I haven’t written to the blog lately – I’ve been more of a consumer of knowledge and really haven’t contributed anything much. I’m hoping to change this stance as lately I’ve found myself referring back to my blog entries as my own personal documentation. So I figure, why not spend a few minutes to document my stuff and create a blog post while I’m at it?
I’ve been getting into two different services that really have help me out in organizing my entertainment – Calibre and Plex. Calibre is an ebook management system and Plex manages all my audio and video items. I’ve centralized everything onto my Ubuntu server in my home office. Unfortunately, the server hardware was damage due to a loose cpu heatsink. The server would reboot every 5-10 minutes when the system was under load. This is a major issue when I got the entire family gathered around to watch a movie. It was time for some replacement parts.
It’s been a long while since I got any computer hardware for the house that wasn’t from Apple. After a ton of research, I decided on getting the following:
- Intel Core i5-3570K Ivy Bridge 3.4GHz (3.8GHz Turbo) LGA 1155 77W Quad-Core Desktop Processor Intel HD Graphics 4000
- GIGABYTE GA-Z77-DS3H LGA 1155 Intel Z77 HDMI SATA 6Gb/s USB 3.0 ATX Intel Motherboard
A colleague of mine at work builds PCs on the side and he had a couple of extra parts around to sell me rather inexpensively:
- Western Digital WD Green WD30EZRX 3TB IntelliPower 64MB Cache SATA 6.0Gb/s 3.5″ Internal Hard Drive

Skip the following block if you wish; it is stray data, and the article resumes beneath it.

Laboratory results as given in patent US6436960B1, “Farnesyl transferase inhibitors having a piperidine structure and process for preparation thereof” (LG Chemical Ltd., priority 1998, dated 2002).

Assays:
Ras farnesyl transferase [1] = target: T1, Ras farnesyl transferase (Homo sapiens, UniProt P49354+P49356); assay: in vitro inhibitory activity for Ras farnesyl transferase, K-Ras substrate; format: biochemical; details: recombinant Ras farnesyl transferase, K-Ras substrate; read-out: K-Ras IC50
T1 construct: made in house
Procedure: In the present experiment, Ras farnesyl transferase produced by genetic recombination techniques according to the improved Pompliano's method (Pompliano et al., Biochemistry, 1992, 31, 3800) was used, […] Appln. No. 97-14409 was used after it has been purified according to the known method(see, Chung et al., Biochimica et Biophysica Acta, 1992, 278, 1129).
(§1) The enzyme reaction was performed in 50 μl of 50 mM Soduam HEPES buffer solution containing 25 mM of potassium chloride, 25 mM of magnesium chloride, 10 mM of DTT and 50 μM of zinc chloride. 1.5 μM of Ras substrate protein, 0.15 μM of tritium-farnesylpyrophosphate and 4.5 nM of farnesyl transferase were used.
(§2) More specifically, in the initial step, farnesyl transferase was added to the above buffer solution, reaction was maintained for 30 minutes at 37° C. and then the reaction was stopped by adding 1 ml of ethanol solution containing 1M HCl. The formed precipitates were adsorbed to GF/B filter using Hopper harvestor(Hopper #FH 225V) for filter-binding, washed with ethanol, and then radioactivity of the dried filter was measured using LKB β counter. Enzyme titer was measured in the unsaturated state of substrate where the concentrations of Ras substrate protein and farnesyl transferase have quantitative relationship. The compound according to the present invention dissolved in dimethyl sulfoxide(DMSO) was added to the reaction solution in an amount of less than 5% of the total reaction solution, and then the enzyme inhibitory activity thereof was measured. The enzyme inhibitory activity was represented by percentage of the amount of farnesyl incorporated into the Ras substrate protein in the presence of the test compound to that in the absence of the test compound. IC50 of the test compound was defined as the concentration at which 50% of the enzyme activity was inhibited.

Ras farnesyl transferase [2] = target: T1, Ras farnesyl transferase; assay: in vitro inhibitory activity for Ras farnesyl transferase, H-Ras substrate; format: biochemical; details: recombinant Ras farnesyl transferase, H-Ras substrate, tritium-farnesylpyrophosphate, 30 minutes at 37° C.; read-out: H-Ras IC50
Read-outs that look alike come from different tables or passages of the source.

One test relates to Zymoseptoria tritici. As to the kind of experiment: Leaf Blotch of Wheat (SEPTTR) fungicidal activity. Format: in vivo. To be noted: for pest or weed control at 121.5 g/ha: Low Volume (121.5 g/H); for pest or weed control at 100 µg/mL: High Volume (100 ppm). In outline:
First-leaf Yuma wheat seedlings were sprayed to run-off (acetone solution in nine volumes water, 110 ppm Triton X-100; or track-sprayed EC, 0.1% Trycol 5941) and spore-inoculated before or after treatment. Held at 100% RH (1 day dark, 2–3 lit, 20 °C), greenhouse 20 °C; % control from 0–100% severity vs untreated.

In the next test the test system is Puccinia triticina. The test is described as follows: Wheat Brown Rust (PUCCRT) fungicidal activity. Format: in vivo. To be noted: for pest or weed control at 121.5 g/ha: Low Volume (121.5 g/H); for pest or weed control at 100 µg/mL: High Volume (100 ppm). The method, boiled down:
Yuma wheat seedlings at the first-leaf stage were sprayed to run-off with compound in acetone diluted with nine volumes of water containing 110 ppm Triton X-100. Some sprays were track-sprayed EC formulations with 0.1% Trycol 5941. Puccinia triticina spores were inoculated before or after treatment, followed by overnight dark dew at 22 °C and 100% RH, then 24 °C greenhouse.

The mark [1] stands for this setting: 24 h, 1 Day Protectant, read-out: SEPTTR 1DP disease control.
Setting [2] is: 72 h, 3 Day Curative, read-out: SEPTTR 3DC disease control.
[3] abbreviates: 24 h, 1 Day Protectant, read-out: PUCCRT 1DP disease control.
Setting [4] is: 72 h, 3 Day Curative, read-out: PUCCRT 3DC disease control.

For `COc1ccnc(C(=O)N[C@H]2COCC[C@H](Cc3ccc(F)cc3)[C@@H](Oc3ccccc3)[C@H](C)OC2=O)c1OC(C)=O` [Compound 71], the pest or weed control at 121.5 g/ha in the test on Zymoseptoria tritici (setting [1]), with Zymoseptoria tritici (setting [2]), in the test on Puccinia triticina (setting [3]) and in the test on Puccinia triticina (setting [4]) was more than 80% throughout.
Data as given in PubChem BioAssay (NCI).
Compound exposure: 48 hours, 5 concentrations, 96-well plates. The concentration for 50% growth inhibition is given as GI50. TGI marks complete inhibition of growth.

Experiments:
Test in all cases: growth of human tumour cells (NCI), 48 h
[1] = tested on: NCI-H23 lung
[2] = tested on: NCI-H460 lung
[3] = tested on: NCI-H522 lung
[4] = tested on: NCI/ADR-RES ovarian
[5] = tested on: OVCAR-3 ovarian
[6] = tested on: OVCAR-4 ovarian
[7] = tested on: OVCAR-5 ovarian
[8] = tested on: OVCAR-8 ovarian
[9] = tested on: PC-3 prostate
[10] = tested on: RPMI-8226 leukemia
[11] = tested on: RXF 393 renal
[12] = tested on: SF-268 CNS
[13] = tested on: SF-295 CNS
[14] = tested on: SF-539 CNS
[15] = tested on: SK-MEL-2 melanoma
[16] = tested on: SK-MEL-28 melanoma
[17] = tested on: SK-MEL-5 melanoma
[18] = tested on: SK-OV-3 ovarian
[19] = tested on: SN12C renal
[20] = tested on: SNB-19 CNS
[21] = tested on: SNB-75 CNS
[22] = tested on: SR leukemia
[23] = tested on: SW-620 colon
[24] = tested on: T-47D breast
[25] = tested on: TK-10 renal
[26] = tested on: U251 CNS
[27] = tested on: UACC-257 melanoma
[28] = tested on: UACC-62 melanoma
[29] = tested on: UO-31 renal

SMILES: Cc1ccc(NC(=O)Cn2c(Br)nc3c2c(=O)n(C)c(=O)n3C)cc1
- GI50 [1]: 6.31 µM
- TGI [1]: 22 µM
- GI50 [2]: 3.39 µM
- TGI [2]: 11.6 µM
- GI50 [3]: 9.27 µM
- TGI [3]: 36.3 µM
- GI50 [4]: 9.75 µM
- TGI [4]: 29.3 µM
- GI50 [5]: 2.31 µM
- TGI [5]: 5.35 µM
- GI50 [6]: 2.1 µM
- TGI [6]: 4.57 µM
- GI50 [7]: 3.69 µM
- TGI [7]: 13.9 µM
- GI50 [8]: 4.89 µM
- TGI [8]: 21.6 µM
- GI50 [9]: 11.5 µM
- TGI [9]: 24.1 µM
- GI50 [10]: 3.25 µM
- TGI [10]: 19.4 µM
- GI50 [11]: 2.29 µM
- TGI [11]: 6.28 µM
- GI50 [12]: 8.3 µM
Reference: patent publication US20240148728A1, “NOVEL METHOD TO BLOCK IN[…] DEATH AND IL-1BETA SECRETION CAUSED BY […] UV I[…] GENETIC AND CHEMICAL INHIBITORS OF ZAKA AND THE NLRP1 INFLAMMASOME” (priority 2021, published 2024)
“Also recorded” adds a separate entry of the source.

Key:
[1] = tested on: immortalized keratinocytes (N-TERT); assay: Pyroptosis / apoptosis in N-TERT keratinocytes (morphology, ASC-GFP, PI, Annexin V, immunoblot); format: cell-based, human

- G.SKILL Ripjaws Z Series 32GB (4 x 8GB) 240-Pin DDR3 SDRAM DDR3 1600 (PC3 12800) – actually only got two of the sticks from this pack from him.
I would reuse my server case and the two 500GB drives that are already installed. Based on the research I did, the above system would allow me to do at least 4-5 1080p movie streams at the same time!
However, I also started reading about how easy the new motherboard could be turned into a Hackintosh. This got me to thinking – could I kill two birds with one stone? Instead of replacing the server hardware with the new equipment, maybe I should replace my Hackintosh. Then I would use my old Hackintosh hardware in the server.
After running a few tests, it appeared that my old Hackintosh hardware would give me at least twice if not three times the capabilities of the old server hardware. So I figured – why not.
In short, for just over $500, I got not one, but two machines upgraded! That made me very happy. Of course, that happiness disappeared over the next few days with the new parts – it was almost a nightmare getting everything to work correctly. I’ll go into a little more detail in the new couple of blog posts.